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October 2009 Newsletter

Untitled DocumentOctober 2009 Newsletter in Queensbury | Whittemore, Dowen & Ricciardelli, LLP

Feature Articles

Tax Tips

Tax Due Dates

This newsletter is intended to provide generalized information that is appropriate in certain situations. It is not intended or written to be used, and it cannot be used by the recipient, for the purpose of avoiding federal tax penalties that may be imposed on any taxpayer. The contents of this newsletter should not be acted upon without specific professional guidance. Please call us if you have questions.

 
First-Time Homebuyer Credit - Deadline December 1
 
With the deadline quickly approaching, potential homebuyers are reminded that they must complete their first-time home purchases before December 1 to qualify for the special first-time homebuyer credit. The American Recovery and Reinvestment Act extended the tax credit, which has provided a tax benefit to more than 1.4 million taxpayers so far. The credit of up to $8,000 is generally available to homebuyers with qualifying income levels who have never owned a home or have not owned one in the past three years.

Because the credit is only in effect for a limited time, those considering buying a home must act soon to qualify for the credit. Under the Recovery Act, an eligible home purchase must be completed before December 1, 2009. This means that the last day to close on a home is November 30.

The credit cannot be claimed until after the purchase is completed. For purchases made this year before December 1, taxpayers have the option of claiming the credit on their 2008 returns or waiting until next year and claiming it on their 2009 returns.

For those considering a home purchase this fall, here are some other details about the first-time homebuyer credit:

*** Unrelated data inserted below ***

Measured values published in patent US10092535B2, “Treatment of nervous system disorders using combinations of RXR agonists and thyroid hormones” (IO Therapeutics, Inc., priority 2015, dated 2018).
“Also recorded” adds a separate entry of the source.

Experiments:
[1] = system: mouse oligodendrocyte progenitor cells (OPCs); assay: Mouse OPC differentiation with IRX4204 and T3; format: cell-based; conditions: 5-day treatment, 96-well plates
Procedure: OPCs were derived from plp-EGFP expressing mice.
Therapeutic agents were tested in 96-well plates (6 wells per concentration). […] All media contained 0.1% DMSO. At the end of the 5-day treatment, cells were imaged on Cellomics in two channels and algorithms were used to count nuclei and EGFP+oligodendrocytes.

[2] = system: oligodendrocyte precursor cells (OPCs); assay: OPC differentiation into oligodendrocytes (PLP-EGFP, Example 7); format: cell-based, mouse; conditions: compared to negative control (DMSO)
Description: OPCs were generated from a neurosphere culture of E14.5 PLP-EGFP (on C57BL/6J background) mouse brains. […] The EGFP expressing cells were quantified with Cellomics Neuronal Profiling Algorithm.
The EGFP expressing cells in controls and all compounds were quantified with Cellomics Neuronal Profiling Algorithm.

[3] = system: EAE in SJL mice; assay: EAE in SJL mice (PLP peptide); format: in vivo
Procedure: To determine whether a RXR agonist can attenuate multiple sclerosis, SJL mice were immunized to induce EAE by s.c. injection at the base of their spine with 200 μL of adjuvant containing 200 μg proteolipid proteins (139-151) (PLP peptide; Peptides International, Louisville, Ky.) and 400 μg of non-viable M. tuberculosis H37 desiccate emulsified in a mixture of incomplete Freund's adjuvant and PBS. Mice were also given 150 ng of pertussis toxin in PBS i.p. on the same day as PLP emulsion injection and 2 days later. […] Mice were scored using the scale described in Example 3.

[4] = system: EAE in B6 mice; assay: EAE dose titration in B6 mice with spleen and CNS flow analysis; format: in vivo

• The credit is 10 percent of the purchase price of the home, with a maximum available credit of $8,000 for either a single taxpayer or a married couple filing jointly. The limit is $4,000 for a married person filing a separate return. In most cases, the full credit will be available for homes costing $80,000 or more.
  • The credit reduces the taxpayer's tax bill or increases his or her refund, dollar for dollar. Unlike most tax credits, the first-time homebuyer credit is fully refundable. This means that the credit will be paid to eligible taxpayers, even if they owe no tax or the credit is more than the tax owed.
  • Only the purchase of a main home located in the United States qualifies. Vacation homes and rental properties are not eligible.
  • A home constructed by the taxpayer only qualifies for the credit if the taxpayer occupies it before December 1, 2009.
  • The credit is reduced or eliminated for higher-income taxpayers. The credit is phased out based on the taxpayer's modified adjusted gross income (MAGI). MAGI is adjusted gross income plus various amounts excluded from income-for example, certain foreign income. For a married couple filing a joint return, the phase-out range is $150,000 to $170,000. For other taxpayers, the range is $75,000 to $95,000. This means the full credit is available for married couples filing a joint return whose MAGI is $150,000 or less and for other taxpayers whose MAGI is $75,000 or less.
  • The credit must be repaid if, within three years of purchase, the home ceases to be the taxpayer's main home. For example, a taxpayer who claims the credit based on a qualifying purchase on September 1, 2009, must repay the full credit if he or she sells the home or converts it to business or rental use at any time before September 1, 2012.

Taxpayers cannot take the credit even if they buy a main home before December 1 if:

  1. The taxpayer's income is too large. This means joint filers with MAGI of $170,000 and above and other taxpayers with MAGI of $95,000 and above.
  2. The taxpayer buys a home from a close relative. This includes a home purchased from the taxpayer's spouse, parent, grandparent, child or grandchild.
  3. The taxpayer owned another main home at any time during the three years prior to the date of purchase. For a married couple filing a joint return, this requirement applies to both spouses. For example, if the taxpayer bought a home on September 1, 2009, the taxpayer cannot take the credit for that home if he or she owned, or had an ownership interest in, another main home at any time from September 2, 2006, through September 1, 2009.
  4. The taxpayer is a nonresident alien.

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Is Your Company a Hobby or a Business?

Whether it is sewing, woodworking, fishing, gardening, stamp or coin collecting, millions of Americans participate in hobbies that may result in a profit. What are the tax implications of a hobby? When does a hobby become a business and how does that change the tax implications?

Definition of a Hobby vs Business